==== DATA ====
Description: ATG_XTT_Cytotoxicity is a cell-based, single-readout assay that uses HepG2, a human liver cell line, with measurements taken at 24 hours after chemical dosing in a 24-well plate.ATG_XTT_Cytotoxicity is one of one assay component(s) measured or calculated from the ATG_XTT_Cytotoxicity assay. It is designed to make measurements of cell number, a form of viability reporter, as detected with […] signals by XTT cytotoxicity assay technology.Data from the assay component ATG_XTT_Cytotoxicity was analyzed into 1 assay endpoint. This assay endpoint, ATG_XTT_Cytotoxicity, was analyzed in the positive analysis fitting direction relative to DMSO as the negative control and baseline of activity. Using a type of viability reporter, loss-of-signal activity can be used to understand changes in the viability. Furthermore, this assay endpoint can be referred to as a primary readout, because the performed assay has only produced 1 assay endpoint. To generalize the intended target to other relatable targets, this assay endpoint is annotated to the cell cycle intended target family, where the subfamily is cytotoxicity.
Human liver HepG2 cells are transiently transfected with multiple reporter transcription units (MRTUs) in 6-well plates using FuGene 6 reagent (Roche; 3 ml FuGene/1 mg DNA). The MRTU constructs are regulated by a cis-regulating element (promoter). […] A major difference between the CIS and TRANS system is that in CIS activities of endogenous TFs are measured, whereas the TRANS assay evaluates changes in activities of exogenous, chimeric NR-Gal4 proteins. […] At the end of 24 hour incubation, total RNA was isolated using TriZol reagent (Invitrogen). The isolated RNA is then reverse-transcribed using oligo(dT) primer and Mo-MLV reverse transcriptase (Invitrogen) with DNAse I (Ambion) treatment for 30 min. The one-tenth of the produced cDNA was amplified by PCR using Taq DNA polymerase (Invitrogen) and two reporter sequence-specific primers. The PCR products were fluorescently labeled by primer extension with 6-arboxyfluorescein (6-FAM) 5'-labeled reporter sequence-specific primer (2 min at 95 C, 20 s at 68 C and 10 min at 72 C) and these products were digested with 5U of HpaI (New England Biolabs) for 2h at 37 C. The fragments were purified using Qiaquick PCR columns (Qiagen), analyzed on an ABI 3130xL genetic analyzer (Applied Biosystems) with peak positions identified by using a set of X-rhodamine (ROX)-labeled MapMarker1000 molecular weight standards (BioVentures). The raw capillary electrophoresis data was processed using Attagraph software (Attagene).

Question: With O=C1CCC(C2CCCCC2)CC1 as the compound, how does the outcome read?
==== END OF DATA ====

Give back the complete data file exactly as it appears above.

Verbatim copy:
Description: ATG_XTT_Cytotoxicity is a cell-based, single-readout assay that uses HepG2, a human liver cell line, with measurements taken at 24 hours after chemical dosing in a 24-well plate.ATG_XTT_Cytotoxicity is one of one assay component(s) measured or calculated from the ATG_XTT_Cytotoxicity assay. It is designed to make measurements of cell number, a form of viability reporter, as detected with […] signals by XTT cytotoxicity assay technology.Data from the assay component ATG_XTT_Cytotoxicity was analyzed into 1 assay endpoint. This assay endpoint, ATG_XTT_Cytotoxicity, was analyzed in the positive analysis fitting direction relative to DMSO as the negative control and baseline of activity. Using a type of viability reporter, loss-of-signal activity can be used to understand changes in the viability. Furthermore, this assay endpoint can be referred to as a primary readout, because the performed assay has only produced 1 assay endpoint. To generalize the intended target to other relatable targets, this assay endpoint is annotated to the cell cycle intended target family, where the subfamily is cytotoxicity.
Human liver HepG2 cells are transiently transfected with multiple reporter transcription units (MRTUs) in 6-well plates using FuGene 6 reagent (Roche; 3 ml FuGene/1 mg DNA). The MRTU constructs are regulated by a cis-regulating element (promoter). […] A major difference between the CIS and TRANS system is that in CIS activities of endogenous TFs are measured, whereas the TRANS assay evaluates changes in activities of exogenous, chimeric NR-Gal4 proteins. […] At the end of 24 hour incubation, total RNA was isolated using TriZol reagent (Invitrogen). The isolated RNA is then reverse-transcribed using oligo(dT) primer and Mo-MLV reverse transcriptase (Invitrogen) with DNAse I (Ambion) treatment for 30 min. The one-tenth of the produced cDNA was amplified by PCR using Taq DNA polymerase (Invitrogen) and two reporter sequence-specific primers. The PCR products were fluorescently labeled by primer extension with 6-arboxyfluorescein (6-FAM) 5'-labeled reporter sequence-specific primer (2 min at 95 C, 20 s at 68 C and 10 min at 72 C) and these products were digested with 5U of HpaI (New England Biolabs) for 2h at 37 C. The fragments were purified using Qiaquick PCR columns (Qiagen), analyzed on an ABI 3130xL genetic analyzer (Applied Biosystems) with peak positions identified by using a set of X-rhodamine (ROX)-labeled MapMarker1000 molecular weight standards (BioVentures). The raw capillary electrophoresis data was processed using Attagraph software (Attagene).

Question: With O=C1CCC(C2CCCCC2)CC1 as the compound, how does the outcome read?